The old man came slowly into the room. He had his broom in his hand. And at his heels there walked a dragfooted sheep dog, gray of muzzle, and with pale, blind old eyes. The dog struggled lamely to the side of the room and lay down, grunting softly to himself and licking his grizzled, moth-eaten coat. The swamper watched him until he was settled. “I wasn’t listenin’. I was jus’ standin’ in he shad a minute scratchin’ my dog.”
There is a direct comparison between Candy and his dog here; both are old, both are to some extent lame “dragfooted”, “struggled”; both are nearing the end of their useful life. Consequently, we can see what Candy is feeling from the way the other men regard his dog.
We also see here that Candy tries to say he was not listening in on Curley and George, even though, from the way he discussed Curley’s marriage, we know he’s a bit of a gossip.
“Well—she got the eye.”
“Yeah? Married two weeks and got the eye? Maybe that’s why Curley’s pants is full of ants.”
Colloquial language again reveals the setting in time and place. The metaphor of Curley having “ants in his pants” makes clear that he cannot sit still – he is constantly trying to see what his wife is up to.
“The eye” is also slang, and it is one of the first things we learn about Curley’s wife. The men are clearly mistrustful of her, and fear the repercussions of getting drawn into any trouble with her.
Lennie’s eyes moved down over her body, and though she didn’t seem to be looking at Lennie she bridled a little. She looked at her fingers…
Lennie watched her, fascinated…
She smiled archly and twitched her body. “Nobody can’t blame a person for lookin’,” she said.
Lennie is almost hypnotised by the glamour and beauty of Curley’s wife. There is a sexual element to this attraction, in that his “eyes moved over her body” – sort of like a child experiencing sexual attraction without really understanding it. However, even though she pretends not to notice, Lennie’s staring makes her uncomfortable – “she bridled”. Notice the focus on Curley’s wife’s body in this section – it is the central area of interest to the other characters, both because it attracts them, and because it is dangerous to them.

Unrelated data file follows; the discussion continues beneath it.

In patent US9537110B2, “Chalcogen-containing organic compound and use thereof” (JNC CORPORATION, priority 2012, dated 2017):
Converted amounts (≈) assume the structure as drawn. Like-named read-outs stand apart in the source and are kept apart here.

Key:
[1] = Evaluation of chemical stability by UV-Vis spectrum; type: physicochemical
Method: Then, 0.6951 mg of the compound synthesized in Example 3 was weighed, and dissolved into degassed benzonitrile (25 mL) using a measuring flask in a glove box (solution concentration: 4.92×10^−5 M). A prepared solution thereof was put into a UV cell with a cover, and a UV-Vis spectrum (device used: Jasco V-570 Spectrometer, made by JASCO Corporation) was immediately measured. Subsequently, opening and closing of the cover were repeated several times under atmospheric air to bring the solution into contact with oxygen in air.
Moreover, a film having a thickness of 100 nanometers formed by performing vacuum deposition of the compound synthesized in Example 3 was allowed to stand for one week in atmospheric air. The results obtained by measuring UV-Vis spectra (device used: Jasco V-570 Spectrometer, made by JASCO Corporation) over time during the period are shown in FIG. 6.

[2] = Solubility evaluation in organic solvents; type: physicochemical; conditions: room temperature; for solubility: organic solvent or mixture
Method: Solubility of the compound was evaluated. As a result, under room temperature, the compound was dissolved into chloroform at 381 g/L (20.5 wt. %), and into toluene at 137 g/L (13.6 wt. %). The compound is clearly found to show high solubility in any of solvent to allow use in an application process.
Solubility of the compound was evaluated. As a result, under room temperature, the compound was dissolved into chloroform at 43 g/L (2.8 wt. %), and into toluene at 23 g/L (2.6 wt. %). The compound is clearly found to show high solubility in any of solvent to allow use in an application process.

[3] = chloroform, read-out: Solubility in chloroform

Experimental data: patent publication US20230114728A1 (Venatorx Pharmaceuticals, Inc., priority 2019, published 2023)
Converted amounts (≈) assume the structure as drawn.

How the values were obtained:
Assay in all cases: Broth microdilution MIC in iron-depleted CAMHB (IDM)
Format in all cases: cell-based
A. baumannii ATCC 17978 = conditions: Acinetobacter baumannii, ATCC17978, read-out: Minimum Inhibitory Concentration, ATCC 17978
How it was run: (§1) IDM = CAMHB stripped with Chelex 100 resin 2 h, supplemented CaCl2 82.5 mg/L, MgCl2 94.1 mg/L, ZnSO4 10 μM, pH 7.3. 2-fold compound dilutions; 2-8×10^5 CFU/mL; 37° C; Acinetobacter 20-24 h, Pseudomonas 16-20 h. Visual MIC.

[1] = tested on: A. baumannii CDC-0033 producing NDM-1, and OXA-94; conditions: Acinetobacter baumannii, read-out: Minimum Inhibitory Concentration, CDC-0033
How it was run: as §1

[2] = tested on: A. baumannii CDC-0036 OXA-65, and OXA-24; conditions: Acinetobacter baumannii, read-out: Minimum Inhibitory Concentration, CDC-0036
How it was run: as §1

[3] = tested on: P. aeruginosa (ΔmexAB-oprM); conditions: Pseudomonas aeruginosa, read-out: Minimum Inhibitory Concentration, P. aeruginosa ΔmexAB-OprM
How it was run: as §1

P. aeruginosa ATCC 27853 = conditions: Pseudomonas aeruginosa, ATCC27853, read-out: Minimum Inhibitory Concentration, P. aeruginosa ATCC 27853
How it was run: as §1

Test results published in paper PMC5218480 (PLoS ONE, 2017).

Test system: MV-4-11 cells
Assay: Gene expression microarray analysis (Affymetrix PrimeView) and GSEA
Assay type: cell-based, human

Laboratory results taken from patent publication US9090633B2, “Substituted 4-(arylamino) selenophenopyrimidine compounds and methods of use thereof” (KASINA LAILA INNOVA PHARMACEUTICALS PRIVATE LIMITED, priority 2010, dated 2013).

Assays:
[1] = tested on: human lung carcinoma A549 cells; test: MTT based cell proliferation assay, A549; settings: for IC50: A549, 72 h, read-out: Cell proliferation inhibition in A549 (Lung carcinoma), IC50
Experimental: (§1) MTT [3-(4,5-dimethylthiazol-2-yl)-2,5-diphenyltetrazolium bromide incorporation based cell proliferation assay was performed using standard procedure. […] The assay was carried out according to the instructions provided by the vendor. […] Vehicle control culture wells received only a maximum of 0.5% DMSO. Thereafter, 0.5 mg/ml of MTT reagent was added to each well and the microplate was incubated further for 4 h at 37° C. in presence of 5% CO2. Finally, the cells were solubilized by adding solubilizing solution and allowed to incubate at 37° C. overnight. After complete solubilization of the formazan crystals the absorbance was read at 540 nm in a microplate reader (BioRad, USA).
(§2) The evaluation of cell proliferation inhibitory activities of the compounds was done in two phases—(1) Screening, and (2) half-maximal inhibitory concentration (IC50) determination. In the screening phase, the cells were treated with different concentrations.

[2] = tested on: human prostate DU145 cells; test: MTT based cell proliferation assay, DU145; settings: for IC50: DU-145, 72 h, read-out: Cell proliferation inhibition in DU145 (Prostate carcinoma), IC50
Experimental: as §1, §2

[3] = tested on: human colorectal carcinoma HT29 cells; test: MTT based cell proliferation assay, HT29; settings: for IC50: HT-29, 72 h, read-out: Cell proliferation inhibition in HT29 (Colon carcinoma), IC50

The boss pointed a playful finger at Lennie. “He ain’t much of a talker, is he?”
“No, he ain’t, but he’s sure a hell of a good worker. Strong as a bull.”
Lennie smiled to himself. “Strong as a bull,” he repeated.
George scowled at him, and Lennie dropped his head in shame at having forgotten.
Again, Lenie is compared to an animal – this is key as it suggests both his strength and his lack of self-control. George uses the simile to persuade the boss that Lennie is worth hiring, even though he is not very intelligent.
Notice Lennie’s sense of shame at failing George’s simple instructions. Again, like a child, he is most miserable when he disappoints someone he wants to impress.
The swamper considered… “Well . . . tell you what. Curley’s like a lot of little guys. He hates big guys. He’s alla time picking scraps with big guys. Kind of like he’s mad at ‘em because he ain’t a big guy. You seen little guys like that, ain’t you? Always scrappy?”
This is Candy’s analysis of the character of Curley. Curley seems to have a Napoleon complex – because he is small, he tries to show the world that he is just as good as someone bigger. This “picking scraps with big guys” is clear foreshadowing – we know that Lennie will come to blows with him.
Lennie cried out suddenly—”I don’ like this place, George. This ain’t no good place. I wanna get outa here.”
Like a child, Lennie’s temper bursts out of him here. He responds with honest emotion, stating what he fears – he does not hide from his emotions, or conceal them.
Slim looked through George and beyond him. “Ain’t many guys travel around together,” he mused. “I don’t know why. Maybe ever’body in the whole damn world is scared of each other.”
Slim is characterized as a wisened man – he sees the problem with the life of the ranchers – loneliness. In the middle of the depression, Slim puts his finger on the issue – people are afraid of one another because they are all trying to achieve something for themselves – in competition with other people. George and Lennie buck this trend by working together.